Ceftriaxone penetrates well into normal body fluids and natural and experimental exudates. In children treated for meningitis with 50 or 75 mg/kg intravenously over 10–15 min, mean peak CSF concentrations ranged from 3.2 to 10.4 mg/L, with lower values later in the disease. In patients receiving 2 g before surgery, concentrations in cerebral tissue reached 0.3–12 mg/L. In patients with pleural effusions of variable etiology given a 1 g intravenous bolus, concentrations of 7–8.7 mg/L were found at 4–6 h. In patients with exacerbations of rheumatoid arthritis receiving the same dose, joint fluid contained concentrations close to those in the serum, but with wide individual variation. Tissue fluid:serum ratios have varied from around 0.05 in bone and muscle to 0.39 in cantharides blister fluid. The apparent volume of distribution is increased in patients with cirrhosis where the drug rapidly enters the ascitic fluid, but its elimination kinetics are unaffected.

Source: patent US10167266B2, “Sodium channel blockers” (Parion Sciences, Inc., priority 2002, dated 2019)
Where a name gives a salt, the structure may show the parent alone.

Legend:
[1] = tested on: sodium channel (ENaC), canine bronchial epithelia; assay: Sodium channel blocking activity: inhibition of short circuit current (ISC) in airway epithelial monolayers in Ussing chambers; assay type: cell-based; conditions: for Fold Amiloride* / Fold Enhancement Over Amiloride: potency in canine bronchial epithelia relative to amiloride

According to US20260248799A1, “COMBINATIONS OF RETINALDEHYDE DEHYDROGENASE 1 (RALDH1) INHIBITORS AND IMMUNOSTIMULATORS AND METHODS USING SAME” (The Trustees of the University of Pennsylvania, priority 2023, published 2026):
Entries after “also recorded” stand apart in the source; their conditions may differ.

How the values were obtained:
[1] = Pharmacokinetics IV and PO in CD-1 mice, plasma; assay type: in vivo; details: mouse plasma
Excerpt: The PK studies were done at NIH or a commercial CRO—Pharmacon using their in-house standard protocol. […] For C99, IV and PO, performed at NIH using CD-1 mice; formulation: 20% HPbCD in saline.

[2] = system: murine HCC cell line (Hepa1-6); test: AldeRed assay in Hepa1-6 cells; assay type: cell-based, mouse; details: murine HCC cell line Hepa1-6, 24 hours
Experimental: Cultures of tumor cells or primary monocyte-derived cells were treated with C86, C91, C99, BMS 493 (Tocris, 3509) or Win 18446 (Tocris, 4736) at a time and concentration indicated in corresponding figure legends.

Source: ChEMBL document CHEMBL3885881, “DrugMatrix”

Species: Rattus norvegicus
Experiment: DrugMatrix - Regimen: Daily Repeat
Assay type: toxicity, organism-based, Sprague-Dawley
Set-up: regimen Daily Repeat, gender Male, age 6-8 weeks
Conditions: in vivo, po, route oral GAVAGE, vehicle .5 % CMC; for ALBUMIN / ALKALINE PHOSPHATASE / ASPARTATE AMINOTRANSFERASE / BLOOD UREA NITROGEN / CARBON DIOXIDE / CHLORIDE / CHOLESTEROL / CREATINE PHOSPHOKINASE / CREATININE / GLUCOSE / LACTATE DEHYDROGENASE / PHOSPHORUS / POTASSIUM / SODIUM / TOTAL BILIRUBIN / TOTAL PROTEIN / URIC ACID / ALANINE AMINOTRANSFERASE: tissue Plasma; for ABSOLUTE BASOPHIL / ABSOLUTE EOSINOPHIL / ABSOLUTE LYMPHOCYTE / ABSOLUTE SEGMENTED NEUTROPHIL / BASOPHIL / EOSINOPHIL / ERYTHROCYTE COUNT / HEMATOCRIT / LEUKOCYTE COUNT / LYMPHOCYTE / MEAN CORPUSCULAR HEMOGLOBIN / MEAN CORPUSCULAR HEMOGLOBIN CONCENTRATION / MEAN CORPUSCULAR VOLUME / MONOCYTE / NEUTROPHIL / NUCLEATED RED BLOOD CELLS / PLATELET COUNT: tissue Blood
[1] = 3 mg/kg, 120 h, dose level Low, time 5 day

Ceftriaxone rapidly crosses the placenta, maternal doses of 2 g intravenously over 2–5 min producing mean concentrations in cord blood of 19.5 mg/L, a mean cord:maternal serum ratio of 0.18; and in amniotic fluid 3.8 mg/L, a fluid:maternal serum ratio of 0.04. The plasma elimination half-life appears to be somewhat shortened in pregnancy (5–6 h). Some appear in the breast milk, the milk:serum ratio being about 0.03–0.04, secretion persisting over a long period with a half-life of 12–17 h.
    Metabolism and excretion
    Ceftriaxone is not metabolized. Biliary excretion is unusually high, 10–20% of the drug appearing in the bile in unchanged form, with concentrations up to 130 mg/g in biopsied liver tissue from patients receiving 1 g intravenously over 30 min. The insoluble calcium salt may precipitate in the bile leading to pseudolithiasis. About half the dose appears in the urine over the first 48 h, somewhat more (c. 70%) in neonates. Excretion is almost entirely by glomerular filtration, since there is only a small effect of probenecid on the excretion of the drug. The half-life is not linearly correlated with creatinine clearance in renal failure and, in keeping with the low free plasma fraction, it is not significantly removed by hemodialysis. The volume of distribution is not affected by renal failure.